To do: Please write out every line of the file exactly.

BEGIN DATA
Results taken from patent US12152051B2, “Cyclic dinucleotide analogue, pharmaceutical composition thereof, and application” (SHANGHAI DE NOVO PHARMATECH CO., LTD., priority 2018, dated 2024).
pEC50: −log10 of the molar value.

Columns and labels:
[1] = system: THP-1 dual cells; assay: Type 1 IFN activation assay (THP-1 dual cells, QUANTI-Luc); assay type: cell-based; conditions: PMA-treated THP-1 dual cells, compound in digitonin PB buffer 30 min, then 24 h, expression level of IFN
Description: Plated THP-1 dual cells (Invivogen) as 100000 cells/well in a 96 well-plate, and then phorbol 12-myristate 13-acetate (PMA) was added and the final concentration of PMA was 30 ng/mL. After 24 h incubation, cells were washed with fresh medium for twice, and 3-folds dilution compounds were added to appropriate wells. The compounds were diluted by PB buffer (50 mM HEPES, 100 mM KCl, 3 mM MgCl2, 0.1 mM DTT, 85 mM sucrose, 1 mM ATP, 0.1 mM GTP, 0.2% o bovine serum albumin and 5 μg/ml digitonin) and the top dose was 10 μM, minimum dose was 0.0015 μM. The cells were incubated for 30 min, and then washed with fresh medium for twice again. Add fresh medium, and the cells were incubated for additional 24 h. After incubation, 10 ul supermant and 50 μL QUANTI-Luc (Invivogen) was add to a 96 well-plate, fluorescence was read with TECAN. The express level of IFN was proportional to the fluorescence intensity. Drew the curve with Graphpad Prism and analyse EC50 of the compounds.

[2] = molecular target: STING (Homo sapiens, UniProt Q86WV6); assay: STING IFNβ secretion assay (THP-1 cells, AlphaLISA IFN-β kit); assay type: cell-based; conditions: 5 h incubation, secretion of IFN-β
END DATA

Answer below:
Results taken from patent US12152051B2, “Cyclic dinucleotide analogue, pharmaceutical composition thereof, and application” (SHANGHAI DE NOVO PHARMATECH CO., LTD., priority 2018, dated 2024).
pEC50: −log10 of the molar value.

Columns and labels:
[1] = system: THP-1 dual cells; assay: Type 1 IFN activation assay (THP-1 dual cells, QUANTI-Luc); assay type: cell-based; conditions: PMA-treated THP-1 dual cells, compound in digitonin PB buffer 30 min, then 24 h, expression level of IFN
Description: Plated THP-1 dual cells (Invivogen) as 100000 cells/well in a 96 well-plate, and then phorbol 12-myristate 13-acetate (PMA) was added and the final concentration of PMA was 30 ng/mL. After 24 h incubation, cells were washed with fresh medium for twice, and 3-folds dilution compounds were added to appropriate wells. The compounds were diluted by PB buffer (50 mM HEPES, 100 mM KCl, 3 mM MgCl2, 0.1 mM DTT, 85 mM sucrose, 1 mM ATP, 0.1 mM GTP, 0.2% o bovine serum albumin and 5 μg/ml digitonin) and the top dose was 10 μM, minimum dose was 0.0015 μM. The cells were incubated for 30 min, and then washed with fresh medium for twice again. Add fresh medium, and the cells were incubated for additional 24 h. After incubation, 10 ul supermant and 50 μL QUANTI-Luc (Invivogen) was add to a 96 well-plate, fluorescence was read with TECAN. The express level of IFN was proportional to the fluorescence intensity. Drew the curve with Graphpad Prism and analyse EC50 of the compounds.

[2] = molecular target: STING (Homo sapiens, UniProt Q86WV6); assay: STING IFNβ secretion assay (THP-1 cells, AlphaLISA IFN-β kit); assay type: cell-based; conditions: 5 h incubation, secretion of IFN-β